The Church, Nature, and Climate Change

The connection made between religion and climate change, and the environment as a whole, is not a connection I have ever made. So while reading The Historical Roots of Our Ecological Crisis, the connection between the two was a surprise. However, reflecting upon and reading further into the passage written by Lynn White Jr helped me make the connection. Throughout the passage, White argues that due to Christianity, the western world has regressed in caring for and maintaining the Planet. While at the same time progressing through technological innovation. Another passage, Laudato Si, written by Pope Francis, acknowledges that as humans, we have regressed and let our excess cause much harm to the Earth. However, in his writing, The Pope uses scripture to argue that it is not Christ-like to cause harm to the Planet.

When reading White’s analysis and argument of why religion is the cause of climate change, I found it plausible that because Christianity does not deify nature, the western world, which throughout modern history has practiced Christianity, has caused our current crisis. The idea that regarding nature as sacred and causing harm to nature is evil has been seen repeatedly in many different cultures. When comparing Christianity to cultures that respect nature, it can make sense to conclude that Christianity is at fault. Although reasonably argued, I disagree that Christianity is the leading cause of today’s ecological crisis. When I was reading Laudato Si, I realized that the characterization that White made of Christianity is unfair. Pope Francis argues with many examples from the scripture that humans should, and even need, to respect the Planet and all animals because they, like humans, were purposefully created by God. And it was in this reading that the idea of “universal communion” resonated with me. The Pope further argues that if our hearts were authentically open to universal communion, we would achieve equality. To me, equality, in this case, means that we see nature as equal to humans and that it is necessary for us to live. Without caring for and preserving nature and seeing it as something necessary for our survival, we go down the path we are currently on.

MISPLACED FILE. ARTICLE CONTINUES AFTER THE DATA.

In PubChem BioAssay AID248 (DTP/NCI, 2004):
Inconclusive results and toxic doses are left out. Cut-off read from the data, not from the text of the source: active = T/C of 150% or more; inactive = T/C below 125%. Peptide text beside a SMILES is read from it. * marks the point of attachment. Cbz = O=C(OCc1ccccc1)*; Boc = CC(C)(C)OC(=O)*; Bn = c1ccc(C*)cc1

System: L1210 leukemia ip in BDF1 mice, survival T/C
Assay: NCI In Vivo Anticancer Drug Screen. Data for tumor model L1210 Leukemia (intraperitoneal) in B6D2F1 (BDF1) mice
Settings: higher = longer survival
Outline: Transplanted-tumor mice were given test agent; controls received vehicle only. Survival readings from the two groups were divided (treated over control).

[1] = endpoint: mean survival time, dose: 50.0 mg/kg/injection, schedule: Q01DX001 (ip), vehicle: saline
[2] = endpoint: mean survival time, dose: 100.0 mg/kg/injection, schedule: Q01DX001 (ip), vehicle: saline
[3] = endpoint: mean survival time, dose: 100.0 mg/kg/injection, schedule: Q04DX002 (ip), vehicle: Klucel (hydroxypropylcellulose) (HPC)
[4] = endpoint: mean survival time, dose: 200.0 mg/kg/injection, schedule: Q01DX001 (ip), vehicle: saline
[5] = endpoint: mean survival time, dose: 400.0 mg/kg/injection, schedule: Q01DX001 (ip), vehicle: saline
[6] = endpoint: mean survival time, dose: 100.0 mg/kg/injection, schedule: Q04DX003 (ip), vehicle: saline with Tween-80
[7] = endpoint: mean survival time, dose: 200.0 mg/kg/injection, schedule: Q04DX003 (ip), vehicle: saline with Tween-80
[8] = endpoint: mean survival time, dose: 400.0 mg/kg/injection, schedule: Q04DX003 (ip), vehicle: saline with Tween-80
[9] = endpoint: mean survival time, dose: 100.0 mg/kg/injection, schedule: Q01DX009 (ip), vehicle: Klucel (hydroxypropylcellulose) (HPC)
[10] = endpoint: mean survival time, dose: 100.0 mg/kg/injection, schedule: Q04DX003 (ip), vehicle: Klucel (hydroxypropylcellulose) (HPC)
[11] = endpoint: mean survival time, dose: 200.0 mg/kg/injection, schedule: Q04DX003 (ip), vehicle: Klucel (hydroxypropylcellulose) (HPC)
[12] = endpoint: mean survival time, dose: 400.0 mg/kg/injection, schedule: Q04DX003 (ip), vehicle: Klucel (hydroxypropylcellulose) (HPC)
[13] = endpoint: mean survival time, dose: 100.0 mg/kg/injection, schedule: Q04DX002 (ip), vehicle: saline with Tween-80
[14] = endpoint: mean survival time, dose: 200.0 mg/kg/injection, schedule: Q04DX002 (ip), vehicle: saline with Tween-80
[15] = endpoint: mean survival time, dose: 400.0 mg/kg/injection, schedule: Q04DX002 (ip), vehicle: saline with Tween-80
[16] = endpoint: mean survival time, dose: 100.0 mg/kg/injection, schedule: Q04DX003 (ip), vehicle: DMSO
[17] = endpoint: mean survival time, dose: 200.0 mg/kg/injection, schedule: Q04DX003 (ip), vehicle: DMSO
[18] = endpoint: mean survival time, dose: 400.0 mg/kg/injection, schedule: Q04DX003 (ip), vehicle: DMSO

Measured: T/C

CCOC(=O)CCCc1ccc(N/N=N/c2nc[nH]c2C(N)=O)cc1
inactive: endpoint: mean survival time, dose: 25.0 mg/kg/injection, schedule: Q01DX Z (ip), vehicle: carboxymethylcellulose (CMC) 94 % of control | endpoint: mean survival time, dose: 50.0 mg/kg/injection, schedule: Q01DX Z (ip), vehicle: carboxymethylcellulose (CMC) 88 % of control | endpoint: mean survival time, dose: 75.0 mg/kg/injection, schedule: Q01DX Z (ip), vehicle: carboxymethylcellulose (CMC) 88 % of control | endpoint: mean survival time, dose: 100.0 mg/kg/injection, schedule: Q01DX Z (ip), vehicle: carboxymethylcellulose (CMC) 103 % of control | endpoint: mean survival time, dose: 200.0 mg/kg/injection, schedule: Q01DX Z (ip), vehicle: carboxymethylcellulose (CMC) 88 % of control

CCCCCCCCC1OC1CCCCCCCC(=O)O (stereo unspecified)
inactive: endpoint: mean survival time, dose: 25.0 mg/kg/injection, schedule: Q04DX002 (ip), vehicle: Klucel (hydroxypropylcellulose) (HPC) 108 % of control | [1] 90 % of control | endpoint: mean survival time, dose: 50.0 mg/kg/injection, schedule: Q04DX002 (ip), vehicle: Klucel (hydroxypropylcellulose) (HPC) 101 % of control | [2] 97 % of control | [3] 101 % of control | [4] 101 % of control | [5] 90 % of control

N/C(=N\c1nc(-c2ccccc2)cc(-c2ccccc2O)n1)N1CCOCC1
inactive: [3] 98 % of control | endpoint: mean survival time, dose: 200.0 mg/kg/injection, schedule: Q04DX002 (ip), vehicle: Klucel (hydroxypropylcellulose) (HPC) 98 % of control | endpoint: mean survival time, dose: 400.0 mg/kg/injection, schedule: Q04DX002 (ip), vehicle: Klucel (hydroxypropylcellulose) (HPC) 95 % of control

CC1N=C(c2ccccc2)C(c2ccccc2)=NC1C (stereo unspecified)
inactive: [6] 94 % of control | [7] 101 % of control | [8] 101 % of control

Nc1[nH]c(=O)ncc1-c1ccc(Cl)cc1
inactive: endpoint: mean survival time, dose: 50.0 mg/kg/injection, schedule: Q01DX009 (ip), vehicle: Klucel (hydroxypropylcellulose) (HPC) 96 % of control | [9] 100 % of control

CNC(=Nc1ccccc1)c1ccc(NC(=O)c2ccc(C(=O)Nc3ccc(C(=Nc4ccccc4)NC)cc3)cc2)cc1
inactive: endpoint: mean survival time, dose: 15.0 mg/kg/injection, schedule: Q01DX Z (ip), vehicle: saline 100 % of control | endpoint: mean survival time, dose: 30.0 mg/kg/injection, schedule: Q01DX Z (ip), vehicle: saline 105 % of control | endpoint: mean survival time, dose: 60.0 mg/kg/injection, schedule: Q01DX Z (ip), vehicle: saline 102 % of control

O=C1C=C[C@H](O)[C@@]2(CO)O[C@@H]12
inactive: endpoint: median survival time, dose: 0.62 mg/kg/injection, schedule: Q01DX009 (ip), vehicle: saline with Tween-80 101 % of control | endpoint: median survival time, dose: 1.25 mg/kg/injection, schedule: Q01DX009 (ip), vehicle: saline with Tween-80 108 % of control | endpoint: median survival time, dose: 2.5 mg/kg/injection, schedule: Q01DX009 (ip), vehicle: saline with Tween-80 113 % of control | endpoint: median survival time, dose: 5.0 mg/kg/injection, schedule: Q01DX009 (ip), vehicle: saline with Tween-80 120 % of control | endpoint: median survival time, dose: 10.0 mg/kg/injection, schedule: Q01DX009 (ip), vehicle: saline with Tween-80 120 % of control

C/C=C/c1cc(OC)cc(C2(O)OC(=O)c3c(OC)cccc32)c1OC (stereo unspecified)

I can see the message that The Pope is trying to get across, care more for nature, and inspire Christians to do more to combat climate change. It is backed up in The Bible that to be a Christian also means that you care for the environment, and if Christians genuinely believe this, it makes me wonder how White concluded that Christianity is the cause of climate change. In wondering about White’s conclusion, I concluded that neither Pope Francis nor White is correct. While Christianity may have a part in both creating and solving climate change, I do not believe it has a role in creating or solving it. 

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